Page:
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What are some possible reasons that my computer freezes?
There are multiple potential issues that can make a computer freeze. These include both hardware and software-related problems and overheating.
How can I tell if my computer is overheating?
There are several programs that can monitor the temperature of various components of your computer (if it is supported). These include Hmonitor and SpeedFan. If the displayed temperature is fairly high, you may want to do something about it as higher temperatures shorten the lifespan of your computer's components. Anything over about 50 Celsius (~120 F) for your CPU and hard drives should be avoided if at all possible, although CPUs can get a little warmer.

To try fixing warm temperatures:
  1. First, dust out the computer and make sure that it is properly ventilated. You can buy canned air at nearly every electronics store. Just make sure to spray the can first outside of your PC and spray with the can upward. If your computer works after dusting it, you may want to consider purchasing dust filters for your fans and maybe adding additional fans.
  2. If you have any large fans available, take the side off of your PC and blow the fan into it while your computer is still running.
  3. If your computer works while a fan is blowing into it, your computer is overheating and will need more fans and/or cable organization to improve airflow. 
None of that helped; what else can I do?
Software and drivers:
  • Try to uninstall any new software or hardware and rollback any drivers recently added.  If that doesn't help, try to update the drivers that you already have, especially the graphics and network drivers.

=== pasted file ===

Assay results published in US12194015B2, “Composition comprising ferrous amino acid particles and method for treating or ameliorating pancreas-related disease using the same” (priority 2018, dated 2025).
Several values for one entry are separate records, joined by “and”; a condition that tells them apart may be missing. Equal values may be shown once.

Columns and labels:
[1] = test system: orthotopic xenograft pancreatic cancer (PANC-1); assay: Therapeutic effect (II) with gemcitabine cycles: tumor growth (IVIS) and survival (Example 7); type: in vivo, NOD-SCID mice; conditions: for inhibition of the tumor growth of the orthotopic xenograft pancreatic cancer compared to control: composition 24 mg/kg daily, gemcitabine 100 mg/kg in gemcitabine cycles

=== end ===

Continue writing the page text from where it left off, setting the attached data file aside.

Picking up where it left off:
Look in the Event Viewer by going to Start | Run and typing eventvwr.msc.  Look under "System" for any errors (red x's) that might apply.



  • After installing Hmonitor and SpeedFan, also look at the voltages that it lists. If any are far away from where they are supposed to be, you may want to try using a different power supply to see if that helps. There are also devices such as multimeters and special power supply testers that can diagnose bad power supplies.
  • Check in System Properties to see if your CPU has been overclocked. Press the Windows key and Pause/Break to open it. It should say the name of your CPU and possibly the original clock (otherwise you can look it up by your computer model or the listed processor model), along with the current clock. If the current clock is higher by more than a few megahertz (MHz), your CPU may have been overclocked, which can decrease system stability. Try to return the clock speed to its default value.
  • Go to Start | Run and type devmgmt.msc to open the Device Manager to see if there are any warnings or errors. These will be marked with an exclamation point or red x. If there are, attempt to resolve those issues.
  • You can test your memory to make sure that it is not faulty. There is a tutorial here.
  • If none of that helps, try to remove all but the most necessary hardware - the motherboard, CPU, one stick of RAM, hard drive, power supply, fans, and graphics adapter. Add components one at a time to see if you can find which is faulty.

This page was last modified on 07/28/07 02:06 PM